Hindi Greenberg: A funny, rollicking, endearing play
June 6, 2018
LeGacy Productions' current play, "Dearly Beloved," is a wonderfully funny, over-the-top — but true to life — comedy about a wedding.
Well, not really about a wedding. But everything surrounding the wedding, including family, aging, relationships, disappointment, letting go of old grudges, getting through ridiculous new situations, self-confidence and, of course, love.
The audience adored this portrait of a dysfunctional but lovable Texas family and their often hilarious antics because, as outrageous as the antics are, we've all had some of these same thoughts and emotions in our own life's experiences.
Written by Jamie Wooten, Jessie Jones and Nicholas Hope — the trio that also wrote "Dixie Swim Club," LeGacy's hit from last year — most of the action takes place in the small, fictional Texas town of Fayro, in the church fellowship hall.
One of the twin daughters of Frankie Futrelle Dubberly and her husband Dub is marrying the son of a snobby woman who's considered "the queen of what passes for high society in Fayro."
The wedding is set to a "Gone with the Wind" theme, with a tacky potluck dinner to be served after the nuptials. But then the bride and groom go missing and all plans fall apart.
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The three Futrelle sisters — Frankie, Honey Raye and Twink — years before had gained some fame as the Sermonettes, a gospel group singing on the revival circuit, until Honey Raye prematurely broke up the group by marrying an evangelist/ventriloquist.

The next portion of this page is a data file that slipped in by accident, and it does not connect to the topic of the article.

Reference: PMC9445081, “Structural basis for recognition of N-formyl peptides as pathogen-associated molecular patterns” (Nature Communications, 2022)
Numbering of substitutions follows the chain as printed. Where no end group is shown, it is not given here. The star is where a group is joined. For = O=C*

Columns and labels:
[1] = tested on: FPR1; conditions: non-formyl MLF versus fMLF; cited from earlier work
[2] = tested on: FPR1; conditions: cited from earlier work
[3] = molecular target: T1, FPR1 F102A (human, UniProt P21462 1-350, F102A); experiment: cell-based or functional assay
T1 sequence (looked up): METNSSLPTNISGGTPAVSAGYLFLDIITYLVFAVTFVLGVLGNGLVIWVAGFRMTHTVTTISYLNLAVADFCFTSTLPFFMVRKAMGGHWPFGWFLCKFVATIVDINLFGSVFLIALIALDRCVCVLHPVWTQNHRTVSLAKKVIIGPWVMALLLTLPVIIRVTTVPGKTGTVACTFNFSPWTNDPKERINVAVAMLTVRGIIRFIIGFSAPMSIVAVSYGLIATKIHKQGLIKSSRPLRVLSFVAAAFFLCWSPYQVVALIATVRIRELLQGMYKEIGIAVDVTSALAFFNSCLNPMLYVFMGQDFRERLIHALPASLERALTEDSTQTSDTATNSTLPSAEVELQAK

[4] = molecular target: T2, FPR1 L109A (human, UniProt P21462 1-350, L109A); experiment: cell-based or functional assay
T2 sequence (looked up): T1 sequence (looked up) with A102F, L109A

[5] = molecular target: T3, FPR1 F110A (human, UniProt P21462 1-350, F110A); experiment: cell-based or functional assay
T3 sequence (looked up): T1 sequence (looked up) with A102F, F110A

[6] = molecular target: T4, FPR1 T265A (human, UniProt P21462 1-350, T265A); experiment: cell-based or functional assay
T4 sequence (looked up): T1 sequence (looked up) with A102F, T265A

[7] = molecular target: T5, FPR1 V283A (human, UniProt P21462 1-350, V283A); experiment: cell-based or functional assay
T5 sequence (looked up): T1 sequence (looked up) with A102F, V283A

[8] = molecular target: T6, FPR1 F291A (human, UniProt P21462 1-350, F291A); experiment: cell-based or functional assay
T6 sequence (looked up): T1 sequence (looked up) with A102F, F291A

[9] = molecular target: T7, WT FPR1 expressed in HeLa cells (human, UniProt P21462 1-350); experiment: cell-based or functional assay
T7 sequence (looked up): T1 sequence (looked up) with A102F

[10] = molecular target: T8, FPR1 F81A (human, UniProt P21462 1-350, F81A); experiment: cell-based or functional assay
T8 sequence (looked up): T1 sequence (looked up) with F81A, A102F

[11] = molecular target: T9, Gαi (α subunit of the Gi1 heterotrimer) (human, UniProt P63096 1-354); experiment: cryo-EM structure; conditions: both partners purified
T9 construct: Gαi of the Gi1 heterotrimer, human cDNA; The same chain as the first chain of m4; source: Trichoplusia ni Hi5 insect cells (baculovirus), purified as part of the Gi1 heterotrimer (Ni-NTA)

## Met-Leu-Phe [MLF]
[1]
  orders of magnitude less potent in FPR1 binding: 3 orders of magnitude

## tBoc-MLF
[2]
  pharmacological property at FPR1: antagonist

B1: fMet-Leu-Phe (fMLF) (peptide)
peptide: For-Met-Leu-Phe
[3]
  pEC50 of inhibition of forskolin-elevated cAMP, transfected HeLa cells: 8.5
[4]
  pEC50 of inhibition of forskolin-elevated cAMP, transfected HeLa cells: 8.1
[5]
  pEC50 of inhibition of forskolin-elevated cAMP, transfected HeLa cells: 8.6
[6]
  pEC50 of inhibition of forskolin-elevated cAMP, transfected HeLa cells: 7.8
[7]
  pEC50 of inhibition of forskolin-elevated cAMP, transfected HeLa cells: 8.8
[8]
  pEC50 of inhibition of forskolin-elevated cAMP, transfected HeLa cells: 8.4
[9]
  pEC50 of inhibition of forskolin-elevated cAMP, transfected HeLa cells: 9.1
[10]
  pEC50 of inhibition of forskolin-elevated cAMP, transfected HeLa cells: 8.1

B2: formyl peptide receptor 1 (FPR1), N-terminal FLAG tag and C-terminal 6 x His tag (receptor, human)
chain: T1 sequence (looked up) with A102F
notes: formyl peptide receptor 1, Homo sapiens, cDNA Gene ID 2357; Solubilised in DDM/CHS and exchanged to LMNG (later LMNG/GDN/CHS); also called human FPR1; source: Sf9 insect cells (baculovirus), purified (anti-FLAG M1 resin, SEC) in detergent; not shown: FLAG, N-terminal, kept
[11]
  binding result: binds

As with any family reunion, there are old memories to rehash and old scores to settle, but while extremely funny and entertaining, there are some genuinely felt moments that give the play solid and poignant emotional resonance.
Nancy Haffey as Frankie, Nancy Keith as Honey Raye and Kim Wellman as Twink all contribute excellent performances, bringing to life the distinct personalities of their characters through superb timing and delivery — ensemble acting at its finest.
Uniformly confident, all actors exude an obvious chemistry with each other.
Director John Bivens, whose assured, creative staging moves the production briskly along, also plays the ditsy, gun-happy sheriff. Sue LeGate Halford, always good for a laugh, is a hoot as the brash flower designer/wedding arranger. Nadia White is perfectly attuned as the single and unconfident twin daughter of Frankie and Dub (a nicely understated Adam Morton).
Carolyn Winters does fine double duty playing both the town psychic and the haughty mother of the groom — her eventual comeuppance is priceless.
Kris Meadows, a UPS driver/seminary student, has several very funny turns. And Brandon Johnson comically careens around the stage as the overly-medicated inamorato of Twink.
The cleverly movable set and lighting designed by Les Solomon, the character-defining costumes by Sharon Sciabica and the spot-on banjo music and sound by John Bivens greatly contribute to establishing the proper tone and locale for the play.
This is a funny, raucous, endearing romp, from which you will exit with a giant smile on your face. And who doesn't need a smile and a laugh in these trying times!
Definitely see it at the Nevada Theatre through June 23.
Although Hindi Greenberg's upbringing in Minneapolis was far different in style from Fayro, Texas — she didn't have banjo music playing as the backdrop to her life — the substance wasn't necessarily so. And she does still sometimes talk to Mama Edie (see the play … ).
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